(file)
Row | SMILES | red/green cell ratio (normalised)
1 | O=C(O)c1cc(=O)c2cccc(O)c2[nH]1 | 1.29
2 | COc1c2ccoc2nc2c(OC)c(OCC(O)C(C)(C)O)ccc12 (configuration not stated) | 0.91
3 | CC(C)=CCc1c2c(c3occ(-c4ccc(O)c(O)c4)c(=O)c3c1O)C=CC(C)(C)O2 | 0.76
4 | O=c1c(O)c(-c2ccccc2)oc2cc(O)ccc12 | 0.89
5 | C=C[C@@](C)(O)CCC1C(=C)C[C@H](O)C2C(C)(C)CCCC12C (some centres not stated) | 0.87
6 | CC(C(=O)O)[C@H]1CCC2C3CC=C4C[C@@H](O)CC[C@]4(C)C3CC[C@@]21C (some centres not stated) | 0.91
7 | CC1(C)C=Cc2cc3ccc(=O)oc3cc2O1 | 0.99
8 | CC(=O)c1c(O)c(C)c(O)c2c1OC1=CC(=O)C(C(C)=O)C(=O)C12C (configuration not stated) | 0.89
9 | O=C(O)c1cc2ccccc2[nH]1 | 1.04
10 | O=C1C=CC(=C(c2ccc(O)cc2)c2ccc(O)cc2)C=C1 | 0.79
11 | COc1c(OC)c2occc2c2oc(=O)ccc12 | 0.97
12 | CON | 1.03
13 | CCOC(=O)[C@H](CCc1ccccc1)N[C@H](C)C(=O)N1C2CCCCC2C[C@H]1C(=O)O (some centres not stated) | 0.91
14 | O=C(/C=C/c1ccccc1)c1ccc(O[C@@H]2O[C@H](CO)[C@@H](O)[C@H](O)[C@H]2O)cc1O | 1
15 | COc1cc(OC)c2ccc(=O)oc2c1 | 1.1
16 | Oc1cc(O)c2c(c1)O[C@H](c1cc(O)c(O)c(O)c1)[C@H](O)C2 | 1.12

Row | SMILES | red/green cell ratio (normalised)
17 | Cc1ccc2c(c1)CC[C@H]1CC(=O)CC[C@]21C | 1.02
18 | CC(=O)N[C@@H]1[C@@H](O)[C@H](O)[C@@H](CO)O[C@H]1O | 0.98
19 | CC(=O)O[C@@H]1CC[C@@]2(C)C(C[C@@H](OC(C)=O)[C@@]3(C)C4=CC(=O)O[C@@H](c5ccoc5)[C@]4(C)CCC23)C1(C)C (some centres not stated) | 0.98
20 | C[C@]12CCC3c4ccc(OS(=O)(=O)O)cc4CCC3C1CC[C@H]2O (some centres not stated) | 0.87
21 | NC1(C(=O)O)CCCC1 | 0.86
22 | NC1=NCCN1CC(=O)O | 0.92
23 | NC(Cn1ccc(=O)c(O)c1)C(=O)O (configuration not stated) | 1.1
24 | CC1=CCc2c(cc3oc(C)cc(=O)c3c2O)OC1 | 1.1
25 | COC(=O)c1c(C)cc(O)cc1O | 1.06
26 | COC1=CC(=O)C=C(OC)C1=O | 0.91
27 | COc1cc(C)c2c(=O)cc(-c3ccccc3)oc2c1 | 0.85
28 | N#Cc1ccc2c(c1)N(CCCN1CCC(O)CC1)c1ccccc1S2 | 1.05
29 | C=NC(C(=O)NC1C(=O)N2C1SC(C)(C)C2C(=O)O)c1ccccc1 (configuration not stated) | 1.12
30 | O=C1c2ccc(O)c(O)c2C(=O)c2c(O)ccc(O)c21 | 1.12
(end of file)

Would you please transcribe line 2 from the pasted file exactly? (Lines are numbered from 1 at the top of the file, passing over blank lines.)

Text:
1 | O=C(O)c1cc(=O)c2cccc(O)c2[nH]1 | 1.29